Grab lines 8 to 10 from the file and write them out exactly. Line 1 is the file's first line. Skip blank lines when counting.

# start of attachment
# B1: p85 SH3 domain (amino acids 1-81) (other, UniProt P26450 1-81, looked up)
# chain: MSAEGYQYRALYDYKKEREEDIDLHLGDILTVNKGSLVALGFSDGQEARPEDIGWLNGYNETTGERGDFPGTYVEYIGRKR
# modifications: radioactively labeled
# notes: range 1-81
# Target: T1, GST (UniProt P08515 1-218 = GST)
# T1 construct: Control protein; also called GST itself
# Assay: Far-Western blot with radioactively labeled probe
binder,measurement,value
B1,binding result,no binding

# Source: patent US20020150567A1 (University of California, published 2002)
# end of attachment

binder,measurement,value
B1,binding result,no binding

# Source: patent US20020150567A1 (University of California, published 2002)